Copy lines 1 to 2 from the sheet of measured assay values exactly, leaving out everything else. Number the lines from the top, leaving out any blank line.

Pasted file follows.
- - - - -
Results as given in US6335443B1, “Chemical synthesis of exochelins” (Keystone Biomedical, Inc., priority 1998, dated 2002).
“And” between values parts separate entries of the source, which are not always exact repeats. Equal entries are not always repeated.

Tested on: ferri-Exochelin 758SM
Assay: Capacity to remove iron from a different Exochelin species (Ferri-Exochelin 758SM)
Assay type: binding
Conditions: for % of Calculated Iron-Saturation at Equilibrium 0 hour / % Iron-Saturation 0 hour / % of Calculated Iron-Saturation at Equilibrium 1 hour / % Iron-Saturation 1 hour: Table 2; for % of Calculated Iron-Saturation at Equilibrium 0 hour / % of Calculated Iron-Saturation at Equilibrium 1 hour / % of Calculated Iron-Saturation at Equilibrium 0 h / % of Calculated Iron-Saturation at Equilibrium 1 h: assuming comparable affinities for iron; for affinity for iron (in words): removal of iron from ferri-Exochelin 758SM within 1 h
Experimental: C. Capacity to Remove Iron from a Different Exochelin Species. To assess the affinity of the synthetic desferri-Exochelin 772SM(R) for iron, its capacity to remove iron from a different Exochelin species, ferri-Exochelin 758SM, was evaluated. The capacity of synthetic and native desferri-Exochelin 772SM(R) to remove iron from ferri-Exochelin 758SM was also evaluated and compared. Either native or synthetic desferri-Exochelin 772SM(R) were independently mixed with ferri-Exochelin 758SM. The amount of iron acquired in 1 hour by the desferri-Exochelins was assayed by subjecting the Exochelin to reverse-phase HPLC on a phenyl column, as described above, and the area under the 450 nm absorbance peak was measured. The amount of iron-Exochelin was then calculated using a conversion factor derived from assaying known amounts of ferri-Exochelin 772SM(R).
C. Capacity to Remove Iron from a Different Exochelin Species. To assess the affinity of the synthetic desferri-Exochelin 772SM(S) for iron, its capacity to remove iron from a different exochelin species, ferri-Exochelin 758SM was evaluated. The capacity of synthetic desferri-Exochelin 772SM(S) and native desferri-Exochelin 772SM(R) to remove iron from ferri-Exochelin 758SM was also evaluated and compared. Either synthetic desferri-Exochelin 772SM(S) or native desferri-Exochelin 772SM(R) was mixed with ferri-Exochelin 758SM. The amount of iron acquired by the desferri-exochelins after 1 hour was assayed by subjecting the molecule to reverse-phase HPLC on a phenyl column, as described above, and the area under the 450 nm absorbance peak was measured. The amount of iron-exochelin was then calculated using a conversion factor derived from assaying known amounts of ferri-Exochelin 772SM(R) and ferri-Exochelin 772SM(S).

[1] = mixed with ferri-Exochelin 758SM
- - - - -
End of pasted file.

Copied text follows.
Results as given in US6335443B1, “Chemical synthesis of exochelins” (Keystone Biomedical, Inc., priority 1998, dated 2002).
“And” between values parts separate entries of the source, which are not always exact repeats. Equal entries are not always repeated.